Title IX regulation has required school districts like Charlotte-Mecklenburg Schools (CMS) to designate one Title IX Coordinator to oversee compliance, including investigations into sexual misconduct complaints, since 1975.
Forty years later, in 2015, the U.S. Department of Education’s Office for Civil Rights found CMS out of compliance with this requirement (OCR Complaint No. 11-13-5002). Despite hiring Stephanie McKinney as the CMS Title IX Coordinator, upon information and belief, she has not been monitoring complaints or investigations into those complaints. This is partially why the Hawthorne Academy situation occurred.
Forty-six years later, CMS held a press conference today to announce that it will take one small step towards partial compliance with this provision. Though it is a helpful step to have properly trained and supervised investigators handling sexual misconduct complaints involving minor students, this is hardly the progress that the community needs after the systematic failures demonstrated within CMS under Title IX.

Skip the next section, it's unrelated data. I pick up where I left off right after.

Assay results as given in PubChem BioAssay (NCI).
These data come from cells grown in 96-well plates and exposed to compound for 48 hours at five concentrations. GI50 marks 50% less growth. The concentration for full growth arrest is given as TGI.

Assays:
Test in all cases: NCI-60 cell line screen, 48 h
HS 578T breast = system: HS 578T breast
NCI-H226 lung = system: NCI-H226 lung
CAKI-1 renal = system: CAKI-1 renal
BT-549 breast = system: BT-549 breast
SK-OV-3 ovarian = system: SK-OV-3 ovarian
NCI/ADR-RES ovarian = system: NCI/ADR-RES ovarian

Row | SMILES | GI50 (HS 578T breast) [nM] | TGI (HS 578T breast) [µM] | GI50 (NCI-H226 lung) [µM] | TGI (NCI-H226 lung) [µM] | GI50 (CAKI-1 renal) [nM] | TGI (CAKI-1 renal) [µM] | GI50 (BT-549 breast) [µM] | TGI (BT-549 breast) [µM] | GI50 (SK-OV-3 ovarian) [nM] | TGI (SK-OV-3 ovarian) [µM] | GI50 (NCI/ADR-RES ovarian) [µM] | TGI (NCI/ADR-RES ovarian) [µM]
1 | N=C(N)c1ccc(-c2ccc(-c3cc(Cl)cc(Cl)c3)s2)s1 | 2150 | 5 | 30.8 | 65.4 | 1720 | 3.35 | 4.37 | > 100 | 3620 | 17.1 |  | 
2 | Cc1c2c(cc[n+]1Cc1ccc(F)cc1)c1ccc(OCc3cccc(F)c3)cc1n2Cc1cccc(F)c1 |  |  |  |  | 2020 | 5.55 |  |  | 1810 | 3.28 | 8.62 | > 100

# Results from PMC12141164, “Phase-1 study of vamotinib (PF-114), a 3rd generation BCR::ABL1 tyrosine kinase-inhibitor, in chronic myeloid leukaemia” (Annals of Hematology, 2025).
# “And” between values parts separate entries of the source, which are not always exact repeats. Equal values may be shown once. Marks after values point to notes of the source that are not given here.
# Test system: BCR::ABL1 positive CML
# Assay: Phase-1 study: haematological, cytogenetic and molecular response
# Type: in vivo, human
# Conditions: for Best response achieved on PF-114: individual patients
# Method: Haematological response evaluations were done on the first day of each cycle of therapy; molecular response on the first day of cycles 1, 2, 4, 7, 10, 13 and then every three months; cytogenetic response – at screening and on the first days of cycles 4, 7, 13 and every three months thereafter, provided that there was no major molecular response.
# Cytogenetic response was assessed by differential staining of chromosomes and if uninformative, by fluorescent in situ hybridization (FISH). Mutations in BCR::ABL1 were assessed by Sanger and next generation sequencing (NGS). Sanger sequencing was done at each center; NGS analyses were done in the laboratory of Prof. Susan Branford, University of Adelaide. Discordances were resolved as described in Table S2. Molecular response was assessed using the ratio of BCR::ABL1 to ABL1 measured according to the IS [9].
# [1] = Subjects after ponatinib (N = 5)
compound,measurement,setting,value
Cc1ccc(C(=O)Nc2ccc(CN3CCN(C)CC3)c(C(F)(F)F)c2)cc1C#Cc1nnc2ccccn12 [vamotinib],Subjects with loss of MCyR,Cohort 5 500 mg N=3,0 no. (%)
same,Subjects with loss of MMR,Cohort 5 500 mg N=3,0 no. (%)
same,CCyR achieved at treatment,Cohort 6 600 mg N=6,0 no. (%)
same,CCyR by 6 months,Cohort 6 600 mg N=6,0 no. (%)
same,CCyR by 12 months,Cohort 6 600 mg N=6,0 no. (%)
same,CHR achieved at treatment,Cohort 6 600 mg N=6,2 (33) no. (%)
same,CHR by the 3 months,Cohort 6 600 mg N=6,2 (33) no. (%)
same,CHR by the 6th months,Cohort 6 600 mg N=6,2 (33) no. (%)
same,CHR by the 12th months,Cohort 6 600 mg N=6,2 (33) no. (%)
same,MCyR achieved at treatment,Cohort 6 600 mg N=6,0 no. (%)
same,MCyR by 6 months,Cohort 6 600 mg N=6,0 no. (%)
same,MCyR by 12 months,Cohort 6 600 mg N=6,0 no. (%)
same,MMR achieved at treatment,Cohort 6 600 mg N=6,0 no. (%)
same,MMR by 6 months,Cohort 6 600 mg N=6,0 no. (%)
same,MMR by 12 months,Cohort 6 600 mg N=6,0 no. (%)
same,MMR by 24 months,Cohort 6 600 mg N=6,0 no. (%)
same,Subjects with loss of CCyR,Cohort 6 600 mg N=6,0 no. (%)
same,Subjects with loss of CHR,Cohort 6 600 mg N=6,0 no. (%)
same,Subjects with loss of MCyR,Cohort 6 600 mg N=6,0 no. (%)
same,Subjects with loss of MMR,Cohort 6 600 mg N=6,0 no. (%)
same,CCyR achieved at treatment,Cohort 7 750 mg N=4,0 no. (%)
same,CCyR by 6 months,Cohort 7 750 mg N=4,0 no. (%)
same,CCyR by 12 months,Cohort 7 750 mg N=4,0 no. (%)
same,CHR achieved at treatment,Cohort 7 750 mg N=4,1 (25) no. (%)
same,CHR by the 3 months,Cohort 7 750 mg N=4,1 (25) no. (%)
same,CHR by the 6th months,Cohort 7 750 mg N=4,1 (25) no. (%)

Of addition note, when ending the press conference, Superintendent Winston made a comment that he wants CMS students to keep “speaking up” about issues they care about. Implicit in this comment is neutrality about sexual misconduct. As well said by Desmond Tutu: “If you are neutral in situations of injustice, you have chosen the side of the oppressor.”
I have not heard any commitment from CMS to end the “boys will be boys” attitude that has resulted in rampant sexual misconduct and officials silencing survivors through victim-blaming and retaliation. Title IX requires schools to prevent and address sexually hostile environments to ensure equal educational access for all students regardless of sex, gender, sexual orientation, or gender identity.
Superintendent Winston’s failure to ensure this basic civil rights-based commitment begs the question of whether he is qualified to continue to lead as the CMS Board faces growing outrage about the failure of district officials to properly handle reports of sexual violence by minor students.
Parents entrust their children to CMS every day. CMS must do much more than what it announced today to be worthy of that ongoing trust.
(WATCH BELOW: CMS student who reported sexual assault forced to attend “Sexual Harassment is Preventable” class)